How about for the warm time of the year, late next July and August?  See below.  Only ONE DAY will get to 70F, making it perhaps the coldest August in Seattle history!  Pretty sad.

Folks such as WeatherTrends360.com and the rogue group at Accuweather are not only undermining their reputations but are diminishing the credibility of the weather forecasting profession.

Is providing forecasts you know to be inaccurate any different than selling magical elixirs that you know can't provide the promised cures?  I will let you decide.

Sunday, December 29, 2013

Breaking Waves In the Atmosphere: The Mystery

On Christmas Day around 4 PM, a number of you in Seattle reported seeing a strange cloud pattern in the sky.  One so remarkable that the emails and smartphone images flooded in to your poor weather reporter.   The clouds looked like breaking waves on a beach...let me show you a few.

Credits, top to bottom:  Tom Ackerman, Michael Cameron, Dan Pichard

Others blogs have also noted this clouds, including Scott Sistek KOMO Weather Blog.  On that blog, he had a very nice picture taken by Dan Magden.

And perhaps most extraordinary of all, the cam on the top of the atmospheric science building caught the brief generation and dissipation of this breaking wave clouds (click on picture to view):

Now the origin of such beautiful, wave-like clouds is no stranger to meteorologists.  Known an Kelvin-Helmholtz Instability (KHI) clouds, they occur when the horizontal winds changes relatively quickly in the vertical, something we call vertical wind shear.  An objective criterion to tell us when such instability formsis dependent on both vertical wind shear and vertical stability (the tendency for air parcels to be displaced in the vertical).   Too much vertical stability and the breaking wave motions don't occur.  Too little stability, and not enough shear can build up to produce these circulations.

And, of course, you need the atmosphere to be close enough to saturation to get such clouds.

Meteorologist can use our numerical models to simulate such KHI.  You can view one by clicking on the picture below:

If you look at the photos above you will notice, that many of the waves are breaking to the left, but some...on the right hand side...seem to be breaking to the right.  This seemed really strange to me and to a number of you.  I had never seen this before.  Perhaps it is just an illusion.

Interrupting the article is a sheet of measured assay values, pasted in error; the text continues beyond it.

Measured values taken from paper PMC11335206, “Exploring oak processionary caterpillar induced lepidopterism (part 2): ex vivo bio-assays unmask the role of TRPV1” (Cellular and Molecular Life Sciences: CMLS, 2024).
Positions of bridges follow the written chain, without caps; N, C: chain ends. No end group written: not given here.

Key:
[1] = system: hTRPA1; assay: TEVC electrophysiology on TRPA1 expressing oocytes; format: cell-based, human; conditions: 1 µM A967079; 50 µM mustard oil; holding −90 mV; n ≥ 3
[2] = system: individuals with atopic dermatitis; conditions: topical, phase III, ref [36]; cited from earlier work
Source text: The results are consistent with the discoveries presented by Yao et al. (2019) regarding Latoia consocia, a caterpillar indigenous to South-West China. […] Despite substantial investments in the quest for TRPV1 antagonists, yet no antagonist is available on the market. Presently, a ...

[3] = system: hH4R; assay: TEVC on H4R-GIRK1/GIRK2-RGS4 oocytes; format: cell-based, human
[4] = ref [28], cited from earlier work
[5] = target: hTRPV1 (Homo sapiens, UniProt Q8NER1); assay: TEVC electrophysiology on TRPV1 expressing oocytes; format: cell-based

So let's play detective a bit.

How high were the clouds?  Looking at probably the closest airport  to the action (Boeing Field), the reported cloud base was 6000 ft, which seems reasonable from the pictures.

What were the winds and temperatures aloft at that time?  Well, we have some good luck...an aircraft landed at Seattle-Tacoma Airport during the previous hour (3:20 PM) and took atmospheric measurements.

Here is the sounding from the plane. Heights are given in terms of pressure:  keep in mind that 850 represents about 5000 ft and 700 about 10,000 ft. Blue is wind speed and white is temperature.  In the area of the wave clouds the winds were from the west, with little change in direction.  There is modest wind shear in that layer (increasing from roughly 7 meters per second at 5000 ft to 12 meters per second at 10000 ft).  Roughly double winds in meters per second to convert to knots.

So in the layer of the clouds the wind was increasingly westerly with height, which should tend to shear the waves to the east as we see for most of the clouds.   But why did some of the clouds on the western side of the line appear to shear in the opposite direction?

Perhaps the winds over the western part of the Sound were different aloft.

But we don't have any observations there.  But wait, we do have our very high resolution WRF model.  Here are the winds forecast for 4 PM at 850 hPa (again around 5000 ft) for the central Puget Sound from that model.  The winds do appear to shift across the Sound to an easterly direction there..you can see the winds splaying out over Seattle.  The winds above the airport are much more westerly.    So one speculation is that there was a layer of opposite shear west of the city and that produced the opposite cant of the waves there.  But if there was a reversal of the shear, I can not see how there would be a continuous line of the wave clouds. So that supports the illusion theory.

   I am open for suggestions on this one....